# Problem

Given an integer $N$, find its number of divisors.

For example, $12$ has the following divisors $1,2,3,4,6$ and $12$. So its number of divisors is $6$.

# Number Of Divisors Function: $NOD(N)$ or $\sigma_{0}(N)$

Number of Divisors of N is also called $\sigma_{0}(N)$. That’s just a fancy way of asking for the number of divisors of N. You can read more on it from Wiki. I will refer to Number of Divisors of $N$ as either $\sigma_0(N)$ or $NOD(N)$. They both mean same.

# Brute Force Method O(N)

Anyways, what is the easiest way to find Number of Divisors (NOD)? We can try to divide $N$ with all numbers from $1-N$ and keep count of how many of those numbers divide $N$. This will definitely work, but obviously we need to do better.

# Optimized to O($\sqrt{N}$)

In “Primality Test – Naive Methods, we established that if we can write $N=A \times B$, then one of ${A,B}$ must be $<=\sqrt{N}$.

So using that same idea we can find NOD by simply looping till $\sqrt{N}$ and check if that particular number divides $N$. If it doesn’t then it is not a divisor and if it does then we found a ${A,B}$ pair of divisors. If $A \neq B$, then we add $2$ to result, otherwise we add $1$.

## Examples

Suppose $N=24$. We need to loop till $\lfloor {\sqrt{24}} \rfloor= 4$. We get the following pairs of divisors, ${1,24}, {2,12}, {3,8}, {4,6}$. So our answer is $8$.

Let’s try again with $N=36$. We need to loop till $\lfloor {\sqrt{36}} \rfloor= 6$. We get the following pairs of divisors, ${1,36}, {2,18}, {3,12}, {4,9}, {6,6}$. So our answer is $9$. Notice that the last pair does not satisfy the condition $A \neq B$. So we add one for that pair.

This brings out an interesting observation. NOD of $N$ is always even except for when $N$ is a perfect square.Because whenever $N$ is perfect square, $\sqrt{N}$ would be its divisor and it will form a pair with itself.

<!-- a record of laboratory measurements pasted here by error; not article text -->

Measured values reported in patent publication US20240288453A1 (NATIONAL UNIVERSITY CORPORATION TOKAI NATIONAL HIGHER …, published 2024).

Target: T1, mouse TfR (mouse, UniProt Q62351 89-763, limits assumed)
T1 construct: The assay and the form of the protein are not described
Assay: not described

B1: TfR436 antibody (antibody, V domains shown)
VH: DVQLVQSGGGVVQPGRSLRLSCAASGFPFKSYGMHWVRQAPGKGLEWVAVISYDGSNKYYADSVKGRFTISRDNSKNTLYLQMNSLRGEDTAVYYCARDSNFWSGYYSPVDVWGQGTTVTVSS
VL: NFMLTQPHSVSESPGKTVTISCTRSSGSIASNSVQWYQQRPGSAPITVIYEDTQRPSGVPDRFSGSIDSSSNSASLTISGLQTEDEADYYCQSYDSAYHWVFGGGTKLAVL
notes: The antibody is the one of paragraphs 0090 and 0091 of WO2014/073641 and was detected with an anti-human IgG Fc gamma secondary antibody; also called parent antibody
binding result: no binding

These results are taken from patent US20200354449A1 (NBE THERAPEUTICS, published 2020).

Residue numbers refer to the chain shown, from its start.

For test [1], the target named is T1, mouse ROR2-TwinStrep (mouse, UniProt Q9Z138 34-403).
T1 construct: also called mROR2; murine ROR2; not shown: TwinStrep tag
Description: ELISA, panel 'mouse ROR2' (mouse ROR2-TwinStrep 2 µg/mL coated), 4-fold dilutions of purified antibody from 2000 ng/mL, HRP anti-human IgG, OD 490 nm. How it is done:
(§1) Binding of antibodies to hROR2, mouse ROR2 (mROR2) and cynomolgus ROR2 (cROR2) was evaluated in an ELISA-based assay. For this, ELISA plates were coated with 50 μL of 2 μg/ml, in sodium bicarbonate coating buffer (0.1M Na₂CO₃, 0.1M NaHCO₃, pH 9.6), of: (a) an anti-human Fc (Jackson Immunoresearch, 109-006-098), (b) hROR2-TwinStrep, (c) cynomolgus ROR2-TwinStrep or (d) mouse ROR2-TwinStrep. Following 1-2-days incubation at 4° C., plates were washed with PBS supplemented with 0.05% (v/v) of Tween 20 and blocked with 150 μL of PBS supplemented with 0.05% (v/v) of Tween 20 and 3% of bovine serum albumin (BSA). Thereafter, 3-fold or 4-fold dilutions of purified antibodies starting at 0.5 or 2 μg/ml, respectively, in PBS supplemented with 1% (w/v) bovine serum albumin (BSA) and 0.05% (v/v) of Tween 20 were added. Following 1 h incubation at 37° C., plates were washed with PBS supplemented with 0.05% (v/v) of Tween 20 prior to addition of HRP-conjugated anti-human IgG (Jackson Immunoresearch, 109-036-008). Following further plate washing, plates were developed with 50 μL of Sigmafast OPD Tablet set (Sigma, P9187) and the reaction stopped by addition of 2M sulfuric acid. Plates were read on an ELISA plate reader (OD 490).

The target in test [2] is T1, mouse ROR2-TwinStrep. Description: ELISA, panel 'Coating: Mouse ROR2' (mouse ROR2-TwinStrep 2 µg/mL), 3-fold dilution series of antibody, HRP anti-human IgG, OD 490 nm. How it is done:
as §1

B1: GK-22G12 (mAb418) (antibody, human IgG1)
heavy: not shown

## Code Using Loop till $\sqrt{N}$

int NOD ( int n ) {
int res = 0;
int sqrtn = sqrt ( n );

for ( int i = 1; i < sqrtn; i++ ) {
if ( n % i == 0 ) res += 2; // Found a divisor pair {A,B}
}

// Need to check if sqrtn divides n
if ( n % sqrtn == 0 ) {
if ( sqrtn  sqrtn == n ) res++; // If n is perfect square
else res += 2; // Not perfect square
}

return res;
}


We loop from $1$ to $\sqrt{N}-1$ at line 5. Then at line 10, we handle $\sqrt{N}$ seperately.

# Using Prime Factorization

It is possible to find NOD from prime factorization of N. Suppose $N=12$. Its prime factorization is $2^2 \times 3$. Is it possible to divide $12$ with $5$? No. Cause the prime factorization of $12$ does not contain $5$. We can divide $N$ with primes that appear in factorization of $N$.

Next, can we divide $12$ with $2^3$? No. The power of $2$ in prime factorization of $12$ is $2^2$. So we cannot divide $12$ with $2^3$, since $2^2$ is not divisible by $2^3$.

So, if we are trying to divide $N$, that has prime factorization $N=p_1^{a_1} \times p_2^{a_2} \times ...p_x^{a_x}$, then the divisors of $N$, $D$, will have prime factorization of form $D=p_1^{b_1} \times p_2^{b_2} \times ...p_x^{b_x}$, where $b_i <= a_i$.

For example, divisor of $12=2^2 \times 3$ will have prime factorization, $D=2^x \times 3^y$, where $x <= 2, y <= 1$. When $x = 1$ and $y=1$, $D=2^1 \times 3^1=6$ which is a divisor of $12$. If we use a different combination of $[x,y]$, then we get a different divisor. So how many different combination can we use here? We know that, $0<=x<=2$ and $0<=y<=1$. So for $x$ we can use ${0,1,2}$ and for y we can use ${0,1}$. So we can use $3 \times 2=6$ combinations of ${x,y}$. And that is our NOD.

So, if $N=p_1^{a_1} \times p_2^{a_2} \times ...p_x^{a_x}$, then $D=p_1^{b_1} \times p_2^{b_2} \times ...p_x^{b_x}$. We get new divisors for using different combination for ${b_1,b_2...b_x}$. How many different combinations can we make? $(a_1+1) \times (a_2+1) \times...(a_x+1)$. Therefore, $\sigma_0(N) = (a_1+1) \times (a_2+1) \times...(a_x+1)$.